Building on the Holistic Work of Esteemed Surgeon

British scientists are looking to the work of New Zealander Sir Archibald McIndoe, hoping to find ways to help burns victims regenerate new nerves and skin so that they are only left with minimal scarring. The late Sir Archibald pioneered treatments for World War II burns victims. Researchers, led by Anthony Metcalfe, professor of burns and wounds at the University of Brighton and director of research at the acclaimed Blond McIndoe Research Foundation, are now looking into ways to restart the process. The foundation, based at the Queen Victoria Hospital in East Grinstead, West Sussex, has spent more than 50 years pioneering research into wound healing and reconstructive surgery. The hospital was where the late Sir Archibald treated World War II burns victims and where the famous Guinea Pig Club, made up of patients who underwent experimental plastic surgery, was formed. Scientists aim to build on the work of Dunedin-born Sir Archibald, who died aged 59 in 1960 – one year before the opening of the Blond McIndoe Research Foundation. “We intend to take hold of his legacy and, using modern regenerative medicine techniques, develop new approaches to scar reduction in burns and wound healing and develop techniques to regenerate skin,” Prof Metcalfe said. “As an innovator himself, Sir Archibald developed the groundwork of modern plastic surgery techniques and was probably one of the first clinicians to see the power of interdisciplinary approaches. Extensive burns injuries and the subsequent scarring that occurs creates not only physical problems for the patients, often requiring continued surgery, but there is a psychological impact that Sir Archibald recognised. We want to develop the holistic approach that he pioneered, using patient participatory research programmes, to gain a much better understanding of the impact of such injuries to patients’ lifestyles.”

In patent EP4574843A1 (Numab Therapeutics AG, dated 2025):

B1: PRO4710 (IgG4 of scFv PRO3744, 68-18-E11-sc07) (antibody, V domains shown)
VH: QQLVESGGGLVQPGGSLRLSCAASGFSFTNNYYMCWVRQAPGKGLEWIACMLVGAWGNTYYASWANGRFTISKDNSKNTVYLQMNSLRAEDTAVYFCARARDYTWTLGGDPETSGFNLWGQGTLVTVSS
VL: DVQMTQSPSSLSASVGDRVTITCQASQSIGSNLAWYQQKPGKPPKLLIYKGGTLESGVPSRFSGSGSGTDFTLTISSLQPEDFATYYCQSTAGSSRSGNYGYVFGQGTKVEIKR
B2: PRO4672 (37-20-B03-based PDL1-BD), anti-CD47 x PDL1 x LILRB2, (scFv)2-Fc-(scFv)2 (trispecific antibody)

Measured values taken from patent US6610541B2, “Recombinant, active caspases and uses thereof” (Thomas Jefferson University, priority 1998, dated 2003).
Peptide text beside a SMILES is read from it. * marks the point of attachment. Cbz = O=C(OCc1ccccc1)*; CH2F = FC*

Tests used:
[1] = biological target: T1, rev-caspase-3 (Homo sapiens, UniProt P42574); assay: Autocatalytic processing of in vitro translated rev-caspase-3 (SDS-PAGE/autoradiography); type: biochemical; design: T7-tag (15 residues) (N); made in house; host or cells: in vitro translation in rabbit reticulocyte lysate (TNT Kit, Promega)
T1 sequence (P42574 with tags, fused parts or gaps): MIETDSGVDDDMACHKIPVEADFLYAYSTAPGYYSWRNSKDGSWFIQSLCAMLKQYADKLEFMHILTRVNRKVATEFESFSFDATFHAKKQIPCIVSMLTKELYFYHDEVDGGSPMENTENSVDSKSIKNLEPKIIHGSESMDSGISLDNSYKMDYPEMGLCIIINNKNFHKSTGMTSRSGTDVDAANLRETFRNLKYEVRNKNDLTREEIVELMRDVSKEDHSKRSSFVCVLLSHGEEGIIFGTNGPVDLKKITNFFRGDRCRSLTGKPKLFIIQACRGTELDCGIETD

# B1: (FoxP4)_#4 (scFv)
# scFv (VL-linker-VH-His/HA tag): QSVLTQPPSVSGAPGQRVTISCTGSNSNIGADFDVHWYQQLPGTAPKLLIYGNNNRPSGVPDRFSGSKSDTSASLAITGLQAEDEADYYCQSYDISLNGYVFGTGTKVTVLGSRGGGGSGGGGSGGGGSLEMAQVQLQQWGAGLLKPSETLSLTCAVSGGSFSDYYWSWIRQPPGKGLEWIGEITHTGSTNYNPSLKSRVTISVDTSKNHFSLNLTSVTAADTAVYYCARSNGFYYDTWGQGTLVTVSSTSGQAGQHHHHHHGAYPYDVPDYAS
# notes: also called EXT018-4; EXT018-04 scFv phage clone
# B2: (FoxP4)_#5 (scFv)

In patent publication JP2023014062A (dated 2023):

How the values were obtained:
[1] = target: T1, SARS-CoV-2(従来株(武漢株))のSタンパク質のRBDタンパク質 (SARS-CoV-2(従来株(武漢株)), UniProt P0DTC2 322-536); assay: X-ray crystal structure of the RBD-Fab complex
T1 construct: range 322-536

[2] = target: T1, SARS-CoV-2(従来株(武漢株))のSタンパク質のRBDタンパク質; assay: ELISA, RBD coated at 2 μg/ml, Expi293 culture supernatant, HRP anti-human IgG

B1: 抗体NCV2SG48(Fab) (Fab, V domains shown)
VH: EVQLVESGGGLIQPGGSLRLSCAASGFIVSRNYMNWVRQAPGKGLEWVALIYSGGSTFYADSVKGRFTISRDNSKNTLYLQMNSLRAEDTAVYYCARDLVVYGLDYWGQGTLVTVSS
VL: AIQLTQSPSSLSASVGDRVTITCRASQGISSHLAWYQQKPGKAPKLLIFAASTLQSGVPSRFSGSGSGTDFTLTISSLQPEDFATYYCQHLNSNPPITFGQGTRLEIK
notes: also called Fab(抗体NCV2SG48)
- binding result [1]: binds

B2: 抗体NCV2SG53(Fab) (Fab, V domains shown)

Tags: Archibald McIndoe (Sir)  Blond McIndoe Research Foundation  Queen Victoria Hospital  Second World War  Telegraph (The)  The Guinea Pig Club